Students reported the strategic planning effort meshed with civic engagement and the project benefitted the community, with 90% agreeing or strongly agreeing about the benefits. One student stated, “The service-learning portion proved to be a valuable asset for the organization that we worked with being that they were very new, opening just last year. It was a privilege to provide a viable strategic management plan that will promote sustainability and growth for an organization….” In terms of developing skills to make a difference another student noted, “This course gave me more than an explanation of strategic planning. I have experience now. I have an advantage because of this experience. I have already been using some of these skills in my new position at the organization.”

The course also added to the development of social capital, loosely defined as the relationships among people which enable society to function effectively. Building social capital adds resiliency and trust in a community. Certainly, this issue has been in the spotlight during the COVID-19 pandemic. Fully 85% of the students strongly agreed or agreed that the community service aspect of the service-learning course helped them become more aware of the needs of their community. Also, students strengthened their network. As one participated stated, “This course was the first that I collaborated in a team and I enjoyed it. I got to meet great people in the program and now have two more professionals added to my network.”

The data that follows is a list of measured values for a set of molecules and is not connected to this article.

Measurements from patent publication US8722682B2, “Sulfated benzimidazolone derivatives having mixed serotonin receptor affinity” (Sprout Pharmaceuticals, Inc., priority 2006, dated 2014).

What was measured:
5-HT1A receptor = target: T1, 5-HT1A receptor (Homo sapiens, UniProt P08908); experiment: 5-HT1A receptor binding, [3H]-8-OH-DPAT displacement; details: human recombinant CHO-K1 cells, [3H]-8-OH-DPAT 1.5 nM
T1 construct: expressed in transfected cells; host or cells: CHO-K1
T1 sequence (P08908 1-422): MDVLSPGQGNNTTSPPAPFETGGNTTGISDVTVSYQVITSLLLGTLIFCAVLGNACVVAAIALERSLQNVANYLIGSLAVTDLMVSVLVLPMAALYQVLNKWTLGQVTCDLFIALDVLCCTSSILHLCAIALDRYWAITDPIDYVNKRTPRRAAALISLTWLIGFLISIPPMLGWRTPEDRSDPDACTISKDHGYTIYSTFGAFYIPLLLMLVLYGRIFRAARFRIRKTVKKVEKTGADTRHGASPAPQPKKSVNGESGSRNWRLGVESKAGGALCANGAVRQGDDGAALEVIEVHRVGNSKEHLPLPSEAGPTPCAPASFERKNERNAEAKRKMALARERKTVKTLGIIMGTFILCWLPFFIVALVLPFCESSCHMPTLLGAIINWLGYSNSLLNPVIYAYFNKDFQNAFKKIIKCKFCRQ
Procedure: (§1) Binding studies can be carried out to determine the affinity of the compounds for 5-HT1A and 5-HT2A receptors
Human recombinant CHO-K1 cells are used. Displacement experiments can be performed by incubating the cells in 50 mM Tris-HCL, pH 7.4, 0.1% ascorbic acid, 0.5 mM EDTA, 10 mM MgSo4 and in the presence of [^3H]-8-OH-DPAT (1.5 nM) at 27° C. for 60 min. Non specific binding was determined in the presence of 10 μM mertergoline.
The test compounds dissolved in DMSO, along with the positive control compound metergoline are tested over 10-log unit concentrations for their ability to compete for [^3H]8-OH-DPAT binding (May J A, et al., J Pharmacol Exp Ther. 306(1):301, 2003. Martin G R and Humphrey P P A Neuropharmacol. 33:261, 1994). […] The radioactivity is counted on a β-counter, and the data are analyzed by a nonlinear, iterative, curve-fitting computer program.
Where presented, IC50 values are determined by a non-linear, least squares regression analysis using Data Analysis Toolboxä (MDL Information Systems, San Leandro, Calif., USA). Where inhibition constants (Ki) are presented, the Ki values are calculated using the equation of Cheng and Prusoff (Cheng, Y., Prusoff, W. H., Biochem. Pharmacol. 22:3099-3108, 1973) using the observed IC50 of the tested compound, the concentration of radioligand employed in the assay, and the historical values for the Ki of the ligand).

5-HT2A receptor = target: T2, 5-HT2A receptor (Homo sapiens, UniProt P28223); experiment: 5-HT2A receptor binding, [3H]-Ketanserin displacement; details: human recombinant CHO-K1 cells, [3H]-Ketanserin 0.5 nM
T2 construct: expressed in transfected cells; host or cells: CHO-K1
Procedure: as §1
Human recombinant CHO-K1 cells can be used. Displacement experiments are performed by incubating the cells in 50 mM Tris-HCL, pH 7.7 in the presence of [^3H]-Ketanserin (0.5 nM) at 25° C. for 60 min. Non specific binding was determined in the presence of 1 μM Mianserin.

Finally, many authors have written about the increasing importance of collaborative skills in public service. Collaborative skills such as facilitation and group problem-solving are valued skills. A high percentage of students agreed the experience caused them to reflect on their perspectives in working with people (94%), about their perspectives in working in groups (96%) and their perspectives on the best role for them to play in a team activity (90%). Again, a representative student comment, “I think honing collaboration skills on a project like this one is very important to the marketability to nonprofit management students in their future careers. It was also beneficial in including a diversity of opinions and thought processes in the plan, making the overall final project stronger. It also shows the importance of involving multiple people in the strategic planning process.”

Just a word on working with students and organizations during the current pandemic. Though this is an online course, obviously many organizations were affected during the pandemic. Of nine teams during the spring semester, 8 met or came close to the needed contact hours. The quality of the strategic plans was on par with previous semesters. The class will be taught during summer and the organizations interested in working with students have pre-verified they are willing to work with students virtually. So, the experiment continues and as students work with the community, I hope this statement from the Gottman Institute continues to be true: “Empathy and understanding must precede advice.”

Author: Gregg Buckingham is a lecturer and David Mitchell is an Assistant Professor at the University of Central Florida, School of Public Administration. Both are members of ASPA. [email protected]  [email protected]